Book cover of 18 Tiny Deaths: The Untold Story of Frances Glessner Lee and the Invention of Modern Forensics

This is a biography of one of the unsung heroines of forensic science, and a lady who should never have ventured into the world of work at all. A socialite born in 1870 is an unlikely feminist hero, but she not only made the investigation of violent crimes her life’s work, she revolutionised the methodologies. Once you’ve read this book you’ll never look at a doll’s house the same way again.     


Who am I?

I write historical mysteries, and developed an interest in early forensics when I was a police officer. I have worked in private industry, as a civilian police worker, and in a department connected to the Home Office. Historical mysteries particularly appeal to me as they present a different, and very specific, challenge. There’s no lab to process evidence, and everything needs to be double-checked for anachronisms, even down to the colour of light from gas lamps in different areas. Extensive research acted as the foundation for developing the characters in The Innocents Mystery Series. I like my mysteries twisty, complex, and intricate; through a fog of history and a touch of light humour.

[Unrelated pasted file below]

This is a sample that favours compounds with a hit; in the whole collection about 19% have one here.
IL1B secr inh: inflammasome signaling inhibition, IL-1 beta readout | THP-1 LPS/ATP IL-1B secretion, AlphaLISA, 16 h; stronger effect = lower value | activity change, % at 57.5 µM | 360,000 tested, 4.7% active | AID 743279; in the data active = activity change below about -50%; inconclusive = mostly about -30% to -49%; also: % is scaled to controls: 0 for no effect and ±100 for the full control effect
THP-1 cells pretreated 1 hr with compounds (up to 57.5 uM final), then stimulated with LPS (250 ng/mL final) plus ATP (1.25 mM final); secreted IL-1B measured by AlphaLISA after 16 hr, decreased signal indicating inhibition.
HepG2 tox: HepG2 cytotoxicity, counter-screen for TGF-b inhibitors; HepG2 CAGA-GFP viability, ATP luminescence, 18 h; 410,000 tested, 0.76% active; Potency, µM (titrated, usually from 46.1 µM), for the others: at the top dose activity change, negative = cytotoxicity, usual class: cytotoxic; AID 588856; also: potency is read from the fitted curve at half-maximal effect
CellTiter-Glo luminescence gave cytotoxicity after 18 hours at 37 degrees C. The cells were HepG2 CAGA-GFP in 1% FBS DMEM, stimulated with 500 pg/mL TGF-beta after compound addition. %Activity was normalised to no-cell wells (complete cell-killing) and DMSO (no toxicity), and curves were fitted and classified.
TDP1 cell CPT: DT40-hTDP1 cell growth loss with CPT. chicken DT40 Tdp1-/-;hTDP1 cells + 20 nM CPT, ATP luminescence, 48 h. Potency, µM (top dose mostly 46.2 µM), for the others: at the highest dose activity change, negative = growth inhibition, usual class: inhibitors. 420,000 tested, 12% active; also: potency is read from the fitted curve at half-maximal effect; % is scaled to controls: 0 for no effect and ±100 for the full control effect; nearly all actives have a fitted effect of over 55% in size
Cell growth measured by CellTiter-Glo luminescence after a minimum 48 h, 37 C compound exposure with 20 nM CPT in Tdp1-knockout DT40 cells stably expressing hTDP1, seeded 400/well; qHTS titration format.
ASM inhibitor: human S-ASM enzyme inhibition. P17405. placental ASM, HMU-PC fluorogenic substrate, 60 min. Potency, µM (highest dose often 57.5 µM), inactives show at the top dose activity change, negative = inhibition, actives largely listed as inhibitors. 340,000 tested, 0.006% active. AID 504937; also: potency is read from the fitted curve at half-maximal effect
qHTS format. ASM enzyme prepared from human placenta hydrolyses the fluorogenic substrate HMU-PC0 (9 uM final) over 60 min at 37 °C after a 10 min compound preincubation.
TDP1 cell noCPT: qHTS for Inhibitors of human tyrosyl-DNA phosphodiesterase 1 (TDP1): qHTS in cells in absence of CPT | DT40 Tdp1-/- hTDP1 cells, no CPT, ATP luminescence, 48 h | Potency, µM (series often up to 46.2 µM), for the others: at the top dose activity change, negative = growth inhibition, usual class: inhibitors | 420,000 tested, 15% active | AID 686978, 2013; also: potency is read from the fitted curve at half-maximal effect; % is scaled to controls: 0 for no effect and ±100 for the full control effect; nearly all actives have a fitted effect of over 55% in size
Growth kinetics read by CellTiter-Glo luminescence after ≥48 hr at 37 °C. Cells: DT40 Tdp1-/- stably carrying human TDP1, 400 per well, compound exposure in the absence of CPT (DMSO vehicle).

I wrote...

Innocent Bystander

By Christine Anne Asbrey,

Book cover of Innocent Bystander

What is my book about?

Pinkerton Agent Abigail MacKay’s spoiled sister, Madeleine, has eloped with a widower whose wives mysteriously die—leaving behind a great deal of money each time. No doctor has been able to establish a cause of death for any of the women, but Abigail is sure they were murdered—and that her younger sister is going to be next. The only person who can help is the charismatic criminal, Nat Quinn—and Abi left him cooling his heels in jail at their last meeting.

Two competing reporters get involved, and cause chaos, along with an old nemesis of Nat’s coming into the mix. One thing is certain: David Bartholemew is a murderer. But how is he doing it?

Legal Medicine in History

By Michael Clark (editor), Catherine Crawford (editor),